Requiring Code Block Braces

Published on March 3, 2010

One of the things I most appreciate about Perl is that it requires code blocks to be surrounded by curly braces. In my mind, this is particularly important with nested if-else statements. Many programming languages don’t require braces to surround code blocks, so nested conditionals can quickly become unreadable and much harder to maintain. Let’s take a look at an example:

if (something)
    if (another_thing)
    {
        some_call;
        some_other_call;
        if (yet_another_thing)
        {
            do_it;
            do_it_again;
        }
    }

Note that the outer if-statement doesn’t have corresponding curly braces. As surprising as it may seem, this is completely legal code in many languages. In my opinion, this is a dangerous programming practice. If I wanted to add additional logic to the contents of the outer if block, I would have to remember to put the appropriate braces in place.

Had I attempted to use this code in a Perl script, the interpreter would have complained immediately, even if warnings and strict parsing were both disabled! This kind of safety checking prevents me from shooting myself in the foot. Some may complain that requiring braces makes programming slightly more inefficient from a productivity standpoint. My response to that is that any code editor worth its salt can insert the braces for you. My favorite editor, SlickEdit, even supports dynamic brace surrounding, a feature I truly appreciate. It’s a shame that more programming languages don’t enforce this kind of safety net. Hopefully future languages will keep small matters like this in mind.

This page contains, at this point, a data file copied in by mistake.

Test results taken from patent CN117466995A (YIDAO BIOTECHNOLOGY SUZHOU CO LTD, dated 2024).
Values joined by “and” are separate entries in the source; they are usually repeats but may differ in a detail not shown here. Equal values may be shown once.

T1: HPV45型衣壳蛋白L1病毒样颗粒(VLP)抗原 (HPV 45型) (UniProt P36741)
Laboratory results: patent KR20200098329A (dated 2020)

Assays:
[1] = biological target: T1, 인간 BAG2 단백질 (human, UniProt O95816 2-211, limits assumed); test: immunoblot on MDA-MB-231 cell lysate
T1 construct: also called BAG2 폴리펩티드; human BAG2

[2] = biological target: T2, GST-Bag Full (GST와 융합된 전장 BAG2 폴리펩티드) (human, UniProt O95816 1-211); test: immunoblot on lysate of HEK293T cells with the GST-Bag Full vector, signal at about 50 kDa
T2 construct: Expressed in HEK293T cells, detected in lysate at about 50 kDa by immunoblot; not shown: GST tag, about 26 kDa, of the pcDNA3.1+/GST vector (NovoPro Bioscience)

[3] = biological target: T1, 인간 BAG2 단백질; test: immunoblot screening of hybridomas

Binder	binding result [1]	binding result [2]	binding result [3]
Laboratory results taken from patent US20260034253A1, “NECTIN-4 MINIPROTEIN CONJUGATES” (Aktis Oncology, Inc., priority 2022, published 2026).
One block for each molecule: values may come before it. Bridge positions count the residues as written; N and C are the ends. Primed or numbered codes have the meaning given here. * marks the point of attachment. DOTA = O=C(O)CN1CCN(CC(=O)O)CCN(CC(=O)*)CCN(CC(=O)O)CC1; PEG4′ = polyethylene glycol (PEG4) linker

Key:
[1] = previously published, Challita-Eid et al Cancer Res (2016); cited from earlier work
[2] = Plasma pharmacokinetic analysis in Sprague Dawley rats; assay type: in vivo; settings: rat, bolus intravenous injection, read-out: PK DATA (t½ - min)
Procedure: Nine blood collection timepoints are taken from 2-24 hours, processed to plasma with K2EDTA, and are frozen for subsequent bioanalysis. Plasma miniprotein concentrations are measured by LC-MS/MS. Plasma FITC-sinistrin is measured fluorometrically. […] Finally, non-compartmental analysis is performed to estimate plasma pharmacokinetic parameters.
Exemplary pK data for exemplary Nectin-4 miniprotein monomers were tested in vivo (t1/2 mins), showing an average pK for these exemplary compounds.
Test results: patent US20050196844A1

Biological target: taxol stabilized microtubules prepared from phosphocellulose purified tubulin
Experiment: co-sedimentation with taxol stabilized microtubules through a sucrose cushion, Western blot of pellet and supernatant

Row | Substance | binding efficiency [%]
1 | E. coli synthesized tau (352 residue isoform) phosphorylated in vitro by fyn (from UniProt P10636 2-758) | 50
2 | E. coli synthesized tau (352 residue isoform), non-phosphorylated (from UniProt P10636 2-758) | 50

2 Comments

Gary

Just use Python. Don’t need no steeking curly braces.

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